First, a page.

Without question, the biggest issue is peak load. So what do we mean by peak load? According to EnergyWatch, we can "Think of consumption (kWh) like a car's odometer, tracking the total amount of miles driven, and demand (kW) is like the speedometer, tracking the highest speed you've traveled at a particular point in time.  This highest speed you've traveled, your peak kW demand, affects both the delivery and supply costs you pay."

For a typical customer in a wholesale market, this peak kW, or peak load contribution/capacity tag/cap obligation (various names depending on market), can comprise up to 50% of your supply bill and more than 30% of your total electricity bill (supply + delivery) due to “Demand Charges”. Therefore managing peak load for both customers and the grid will be of paramount importance.

So why is this such a big problem, and why should you care? For most utility territories, C&I customers (generally accounts with a peak kW >300) are billed both kWh and kW Demand Charges (as opposed to residential, which is just based on kWh consumed).  The delivery Demand Charge you're assessed each month is based on the peak kW you register during that billing period, even if it's just for a 30-minute interval.  Imagine a $20k normal monthly bill suddenly becomes $26k due to a 15 or 30 minute load overage.  It can have a dramatic effect on bottom lines for companies that experience periodic Demand Charges.  Numerous companies have sprung up to help businesses manage their load and avoid these sometimes surprising Demand Charge costs. 

Supply and demand are two sides of the same coin.  You can theoretically manage both, so upgrading the grid to support higher supply capacities is not the only answer.  If the load can be managed to reduce load or “flatten the load curve”, then the extent of grid upgrades is less and the costs to the customer are also reduced.  Still, it is clear that EV charging at scale will significantly impact peak load. This clearly illustrates that Demand Charges for C&I and potentially residential customers will increase significantly in the future unless we are more proactive about managing peak loads.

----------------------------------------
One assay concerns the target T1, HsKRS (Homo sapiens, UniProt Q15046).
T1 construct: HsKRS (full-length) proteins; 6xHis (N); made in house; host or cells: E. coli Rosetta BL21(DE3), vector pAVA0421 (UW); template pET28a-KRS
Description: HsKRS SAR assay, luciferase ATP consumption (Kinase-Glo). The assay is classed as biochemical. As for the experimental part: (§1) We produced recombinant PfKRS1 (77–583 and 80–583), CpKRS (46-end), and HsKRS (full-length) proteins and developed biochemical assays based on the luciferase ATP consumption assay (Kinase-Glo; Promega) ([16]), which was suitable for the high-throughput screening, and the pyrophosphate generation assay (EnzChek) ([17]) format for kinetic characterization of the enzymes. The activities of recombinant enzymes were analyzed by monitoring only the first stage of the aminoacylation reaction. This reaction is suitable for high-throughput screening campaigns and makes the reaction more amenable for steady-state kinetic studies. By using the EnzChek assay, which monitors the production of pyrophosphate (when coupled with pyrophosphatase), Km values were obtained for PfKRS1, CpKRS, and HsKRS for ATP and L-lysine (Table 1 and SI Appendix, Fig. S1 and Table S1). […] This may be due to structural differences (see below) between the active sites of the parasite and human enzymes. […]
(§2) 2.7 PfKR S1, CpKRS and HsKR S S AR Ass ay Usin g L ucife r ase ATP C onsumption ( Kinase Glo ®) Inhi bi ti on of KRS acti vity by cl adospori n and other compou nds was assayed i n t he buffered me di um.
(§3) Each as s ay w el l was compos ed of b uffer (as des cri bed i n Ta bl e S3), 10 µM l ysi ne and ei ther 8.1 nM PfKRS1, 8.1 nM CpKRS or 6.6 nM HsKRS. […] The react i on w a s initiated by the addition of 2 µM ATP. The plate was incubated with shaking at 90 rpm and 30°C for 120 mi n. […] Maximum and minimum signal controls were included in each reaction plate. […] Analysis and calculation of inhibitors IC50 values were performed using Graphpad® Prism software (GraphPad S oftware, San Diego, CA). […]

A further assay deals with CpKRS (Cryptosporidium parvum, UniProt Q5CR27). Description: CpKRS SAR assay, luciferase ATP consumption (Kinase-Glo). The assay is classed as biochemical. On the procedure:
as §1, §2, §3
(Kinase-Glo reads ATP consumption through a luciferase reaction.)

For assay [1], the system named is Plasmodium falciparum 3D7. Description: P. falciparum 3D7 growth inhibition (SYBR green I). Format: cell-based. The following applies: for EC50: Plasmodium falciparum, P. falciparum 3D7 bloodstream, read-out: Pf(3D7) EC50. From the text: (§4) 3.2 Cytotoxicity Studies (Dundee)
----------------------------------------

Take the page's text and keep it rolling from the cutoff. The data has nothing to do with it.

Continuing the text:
So, where does demand response play into this? While demand response typically addresses peak load for the utility, according to Energy Watch, it does not necessarily address a customer's peak load management problem. We need solutions that address both peak load management and demand response to minimize customer bills and reduce the investment required to transition to a clean grid.

If we manage a customer's peak loads in a coordinated way, we can simultaneously operate utility demand response programs and reduce the grid’s peak load, reducing expensive distribution system upgrades and lowering bills at the same time. However, establishing demand response and peak load management programs with a customer require joint coordination that is not always easy to achieve. Distribution grid integration costs depend significantly on how generation and load is spatially distributed, and more and more system upgrades put generation close to the loads on the distribution networks. Also, grid upgrade costs could be minimized by guiding smart load and smart generation systems into low-cost or low-impact locations and coordinating customers locally to minimize peak loads and avoid demand response events.

But how can this be done?


This is precisely the complex problem that NODES is solving in Europe. Creating innovative local markets for flexible energy NODES addresses the most significant single challenge we face managing "peak load". This solution can save millions or even billions of dollars for utilities and local community customers.